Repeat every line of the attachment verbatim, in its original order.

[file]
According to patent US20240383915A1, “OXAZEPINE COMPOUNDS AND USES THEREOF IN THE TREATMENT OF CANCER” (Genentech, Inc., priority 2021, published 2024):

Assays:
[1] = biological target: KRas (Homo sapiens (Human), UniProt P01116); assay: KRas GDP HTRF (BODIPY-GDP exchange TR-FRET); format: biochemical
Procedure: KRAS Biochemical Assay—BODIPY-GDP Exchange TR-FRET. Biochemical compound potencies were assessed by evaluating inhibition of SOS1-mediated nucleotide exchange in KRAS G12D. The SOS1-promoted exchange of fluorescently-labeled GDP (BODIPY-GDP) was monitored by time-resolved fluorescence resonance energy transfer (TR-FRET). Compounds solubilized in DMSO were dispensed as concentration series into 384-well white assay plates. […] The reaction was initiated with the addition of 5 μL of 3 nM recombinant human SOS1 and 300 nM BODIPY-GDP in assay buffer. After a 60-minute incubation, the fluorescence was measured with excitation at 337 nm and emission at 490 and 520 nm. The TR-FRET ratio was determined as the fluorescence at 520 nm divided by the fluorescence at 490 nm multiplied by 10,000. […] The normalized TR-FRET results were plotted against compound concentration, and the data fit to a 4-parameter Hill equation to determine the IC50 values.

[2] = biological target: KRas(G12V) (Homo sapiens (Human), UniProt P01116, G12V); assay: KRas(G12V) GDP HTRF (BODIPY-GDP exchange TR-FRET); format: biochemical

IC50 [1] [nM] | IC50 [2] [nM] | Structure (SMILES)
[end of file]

According to patent US20240383915A1, “OXAZEPINE COMPOUNDS AND USES THEREOF IN THE TREATMENT OF CANCER” (Genentech, Inc., priority 2021, published 2024):

Assays:
[1] = biological target: KRas (Homo sapiens (Human), UniProt P01116); assay: KRas GDP HTRF (BODIPY-GDP exchange TR-FRET); format: biochemical
Procedure: KRAS Biochemical Assay—BODIPY-GDP Exchange TR-FRET. Biochemical compound potencies were assessed by evaluating inhibition of SOS1-mediated nucleotide exchange in KRAS G12D. The SOS1-promoted exchange of fluorescently-labeled GDP (BODIPY-GDP) was monitored by time-resolved fluorescence resonance energy transfer (TR-FRET). Compounds solubilized in DMSO were dispensed as concentration series into 384-well white assay plates. […] The reaction was initiated with the addition of 5 μL of 3 nM recombinant human SOS1 and 300 nM BODIPY-GDP in assay buffer. After a 60-minute incubation, the fluorescence was measured with excitation at 337 nm and emission at 490 and 520 nm. The TR-FRET ratio was determined as the fluorescence at 520 nm divided by the fluorescence at 490 nm multiplied by 10,000. […] The normalized TR-FRET results were plotted against compound concentration, and the data fit to a 4-parameter Hill equation to determine the IC50 values.

[2] = biological target: KRas(G12V) (Homo sapiens (Human), UniProt P01116, G12V); assay: KRas(G12V) GDP HTRF (BODIPY-GDP exchange TR-FRET); format: biochemical

IC50 [1] [nM] | IC50 [2] [nM] | Structure (SMILES)